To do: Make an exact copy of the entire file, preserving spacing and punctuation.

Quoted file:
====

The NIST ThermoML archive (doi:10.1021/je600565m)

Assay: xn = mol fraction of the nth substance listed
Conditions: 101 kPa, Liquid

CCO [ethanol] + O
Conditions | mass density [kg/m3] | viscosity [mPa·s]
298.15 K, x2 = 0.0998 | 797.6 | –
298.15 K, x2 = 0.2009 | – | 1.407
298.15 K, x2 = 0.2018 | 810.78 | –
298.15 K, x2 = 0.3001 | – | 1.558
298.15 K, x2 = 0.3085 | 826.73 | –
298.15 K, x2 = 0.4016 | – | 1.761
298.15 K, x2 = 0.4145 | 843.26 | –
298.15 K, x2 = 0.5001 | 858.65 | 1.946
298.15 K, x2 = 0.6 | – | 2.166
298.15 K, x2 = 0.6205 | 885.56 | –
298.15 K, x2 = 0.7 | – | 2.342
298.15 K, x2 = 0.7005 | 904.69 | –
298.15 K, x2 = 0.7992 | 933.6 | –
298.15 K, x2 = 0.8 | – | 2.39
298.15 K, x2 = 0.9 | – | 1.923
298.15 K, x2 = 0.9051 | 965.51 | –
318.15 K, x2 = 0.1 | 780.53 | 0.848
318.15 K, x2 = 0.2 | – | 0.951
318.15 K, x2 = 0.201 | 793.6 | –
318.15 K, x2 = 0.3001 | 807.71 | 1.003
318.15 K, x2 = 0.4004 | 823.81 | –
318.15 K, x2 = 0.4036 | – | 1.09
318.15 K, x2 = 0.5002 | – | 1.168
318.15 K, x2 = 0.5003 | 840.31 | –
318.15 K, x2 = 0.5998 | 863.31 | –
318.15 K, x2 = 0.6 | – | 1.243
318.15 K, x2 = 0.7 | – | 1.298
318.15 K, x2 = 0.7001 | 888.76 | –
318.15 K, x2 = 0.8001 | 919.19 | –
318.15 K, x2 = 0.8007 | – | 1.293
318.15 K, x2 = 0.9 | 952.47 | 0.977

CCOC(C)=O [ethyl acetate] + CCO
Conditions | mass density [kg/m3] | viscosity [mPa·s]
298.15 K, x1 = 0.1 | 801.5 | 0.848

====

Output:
The NIST ThermoML archive (doi:10.1021/je600565m)

Assay: xn = mol fraction of the nth substance listed
Conditions: 101 kPa, Liquid

CCO [ethanol] + O
Conditions | mass density [kg/m3] | viscosity [mPa·s]
298.15 K, x2 = 0.0998 | 797.6 | –
298.15 K, x2 = 0.2009 | – | 1.407
298.15 K, x2 = 0.2018 | 810.78 | –
298.15 K, x2 = 0.3001 | – | 1.558
298.15 K, x2 = 0.3085 | 826.73 | –
298.15 K, x2 = 0.4016 | – | 1.761
298.15 K, x2 = 0.4145 | 843.26 | –
298.15 K, x2 = 0.5001 | 858.65 | 1.946
298.15 K, x2 = 0.6 | – | 2.166
298.15 K, x2 = 0.6205 | 885.56 | –
298.15 K, x2 = 0.7 | – | 2.342
298.15 K, x2 = 0.7005 | 904.69 | –
298.15 K, x2 = 0.7992 | 933.6 | –
298.15 K, x2 = 0.8 | – | 2.39
298.15 K, x2 = 0.9 | – | 1.923
298.15 K, x2 = 0.9051 | 965.51 | –
318.15 K, x2 = 0.1 | 780.53 | 0.848
318.15 K, x2 = 0.2 | – | 0.951
318.15 K, x2 = 0.201 | 793.6 | –
318.15 K, x2 = 0.3001 | 807.71 | 1.003
318.15 K, x2 = 0.4004 | 823.81 | –
318.15 K, x2 = 0.4036 | – | 1.09
318.15 K, x2 = 0.5002 | – | 1.168
318.15 K, x2 = 0.5003 | 840.31 | –
318.15 K, x2 = 0.5998 | 863.31 | –
318.15 K, x2 = 0.6 | – | 1.243
318.15 K, x2 = 0.7 | – | 1.298
318.15 K, x2 = 0.7001 | 888.76 | –
318.15 K, x2 = 0.8001 | 919.19 | –
318.15 K, x2 = 0.8007 | – | 1.293
318.15 K, x2 = 0.9 | 952.47 | 0.977

CCOC(C)=O [ethyl acetate] + CCO
Conditions | mass density [kg/m3] | viscosity [mPa·s]
298.15 K, x1 = 0.1 | 801.5 | 0.848